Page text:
A person who has been determined by a court to be disabled is referred to as a “protectee”.  A person who has been determined by a court to be incapacitated is referred to as a “ward”.

The proceeding to become conservator begins with the filing of a petition in the county where the person (called the “respondent”) resides.  Representation by an attorney is required under Missouri law.

After the Petition is filed, a hearing is set where the central issue to be determined by the court is whether or not the respondent is incapacitated or disabled or, in some cases has limited or partial incapacity or disability.

Once appointed, the primary duty of a conservator in Missouri is to protect and manage the protectee’s financial estate.  This includes properly and prudently investing the protectee’s assets, applying such asset’s for the protectee’s care and maintenance.  The court requires an inventory of the assets and income of the protectee be provided by the appointed conservator soon after appointment.  After that, each year the conservator must provide a full accounting, called a settlement, of all incomes and expenditures made on behalf of the protectee.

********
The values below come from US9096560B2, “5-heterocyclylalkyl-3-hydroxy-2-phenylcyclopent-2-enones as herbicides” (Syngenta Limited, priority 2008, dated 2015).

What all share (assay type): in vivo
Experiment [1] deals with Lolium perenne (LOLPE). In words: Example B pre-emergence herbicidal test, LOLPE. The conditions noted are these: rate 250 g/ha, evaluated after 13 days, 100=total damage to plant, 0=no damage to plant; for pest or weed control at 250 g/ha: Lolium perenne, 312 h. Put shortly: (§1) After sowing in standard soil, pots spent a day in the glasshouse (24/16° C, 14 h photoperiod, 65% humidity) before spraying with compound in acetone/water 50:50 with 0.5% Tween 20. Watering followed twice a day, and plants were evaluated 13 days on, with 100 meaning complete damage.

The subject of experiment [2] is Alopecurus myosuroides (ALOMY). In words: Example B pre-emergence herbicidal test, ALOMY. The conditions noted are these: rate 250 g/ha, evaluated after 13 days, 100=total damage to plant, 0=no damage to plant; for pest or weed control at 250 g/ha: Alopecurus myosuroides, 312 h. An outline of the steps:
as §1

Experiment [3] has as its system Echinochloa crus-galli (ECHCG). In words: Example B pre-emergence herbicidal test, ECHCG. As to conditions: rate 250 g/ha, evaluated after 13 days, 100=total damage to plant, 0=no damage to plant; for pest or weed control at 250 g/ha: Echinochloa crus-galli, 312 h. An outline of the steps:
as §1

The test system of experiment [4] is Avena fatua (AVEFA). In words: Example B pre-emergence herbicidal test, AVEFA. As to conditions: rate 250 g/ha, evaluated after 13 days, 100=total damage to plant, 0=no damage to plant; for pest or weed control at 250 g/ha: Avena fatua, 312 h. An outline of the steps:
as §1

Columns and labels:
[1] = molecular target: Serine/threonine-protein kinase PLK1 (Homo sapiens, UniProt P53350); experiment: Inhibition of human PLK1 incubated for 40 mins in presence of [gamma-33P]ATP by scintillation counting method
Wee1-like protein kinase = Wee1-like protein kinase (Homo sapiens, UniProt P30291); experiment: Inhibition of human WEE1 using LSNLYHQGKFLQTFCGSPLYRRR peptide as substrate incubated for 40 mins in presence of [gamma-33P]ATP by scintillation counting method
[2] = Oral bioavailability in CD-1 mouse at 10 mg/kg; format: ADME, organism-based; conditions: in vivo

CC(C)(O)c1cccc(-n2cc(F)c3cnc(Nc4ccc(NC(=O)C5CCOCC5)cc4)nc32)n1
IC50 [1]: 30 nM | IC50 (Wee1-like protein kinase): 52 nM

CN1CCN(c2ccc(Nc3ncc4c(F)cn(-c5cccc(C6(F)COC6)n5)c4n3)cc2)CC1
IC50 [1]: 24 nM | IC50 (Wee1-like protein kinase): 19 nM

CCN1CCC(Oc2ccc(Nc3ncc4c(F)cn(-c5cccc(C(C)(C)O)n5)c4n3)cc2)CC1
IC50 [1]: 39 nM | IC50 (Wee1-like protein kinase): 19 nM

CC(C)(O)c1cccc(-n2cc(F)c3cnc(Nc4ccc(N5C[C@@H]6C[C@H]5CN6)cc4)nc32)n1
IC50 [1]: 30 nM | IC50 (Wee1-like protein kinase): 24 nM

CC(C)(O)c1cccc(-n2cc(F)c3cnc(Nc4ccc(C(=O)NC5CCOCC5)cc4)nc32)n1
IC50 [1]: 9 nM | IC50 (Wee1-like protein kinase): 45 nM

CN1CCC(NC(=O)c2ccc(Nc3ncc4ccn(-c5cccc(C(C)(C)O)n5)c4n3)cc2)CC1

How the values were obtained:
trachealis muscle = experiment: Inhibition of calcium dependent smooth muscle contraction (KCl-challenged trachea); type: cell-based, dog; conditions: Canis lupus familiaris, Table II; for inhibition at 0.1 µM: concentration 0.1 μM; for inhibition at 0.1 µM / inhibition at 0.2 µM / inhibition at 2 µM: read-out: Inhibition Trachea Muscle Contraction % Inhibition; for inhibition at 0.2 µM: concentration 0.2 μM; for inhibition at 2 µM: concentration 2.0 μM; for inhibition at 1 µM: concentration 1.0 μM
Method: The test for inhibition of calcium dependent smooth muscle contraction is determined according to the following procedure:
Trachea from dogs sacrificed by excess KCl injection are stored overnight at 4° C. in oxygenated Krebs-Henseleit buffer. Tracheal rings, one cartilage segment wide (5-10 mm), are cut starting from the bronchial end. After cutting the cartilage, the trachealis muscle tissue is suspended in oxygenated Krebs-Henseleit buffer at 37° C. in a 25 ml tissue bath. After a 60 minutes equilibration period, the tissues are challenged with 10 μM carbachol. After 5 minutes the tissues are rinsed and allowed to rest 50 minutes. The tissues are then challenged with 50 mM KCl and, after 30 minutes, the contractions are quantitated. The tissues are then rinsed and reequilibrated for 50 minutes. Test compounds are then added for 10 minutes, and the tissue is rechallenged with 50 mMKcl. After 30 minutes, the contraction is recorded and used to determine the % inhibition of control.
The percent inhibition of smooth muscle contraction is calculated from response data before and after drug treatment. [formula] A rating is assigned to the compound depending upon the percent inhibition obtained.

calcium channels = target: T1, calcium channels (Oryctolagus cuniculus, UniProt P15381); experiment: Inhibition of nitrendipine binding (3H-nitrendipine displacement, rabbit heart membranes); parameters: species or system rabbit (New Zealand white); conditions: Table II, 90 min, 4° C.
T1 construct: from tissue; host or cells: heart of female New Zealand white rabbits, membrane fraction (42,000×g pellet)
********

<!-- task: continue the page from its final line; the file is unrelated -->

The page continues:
Contrary to common myth, a conservator is not ordinarily personally liable for the debts of the protectee.  The conservator must indicated to whomever they are dealing with the are acting on behalf o the protectee, however.  Unauthorized use of the protectee’s estate or misuse of their property by the conservator are grounds to revoke the legal authority of the conservator, and, possibly personal liability for any harm or loss suffered by the estate.

Conservatorship for a minor terminates in Missouri when the reach age 18.  For an incapacitated or disabled person, the conservatorship ends when either the protectee passes away or upon the protectee regaining competence.

Conservatorship work can be very emotionally rewarding and I’ve had the pleasure of assisting a few disabled individuals in great need of a conservator and who are now living with a much higher quality of life because a conservator was appointed.  One case in particular remains one of my favorite moments in practicing law.

If you are seeking advice or representation from a conservatorship attorney in Missouri, make sure to ask them about their past experience in this area.  You need to work with someone who has done many of these cases and can help you obtain conservatorship without any unnecessary delays and expense.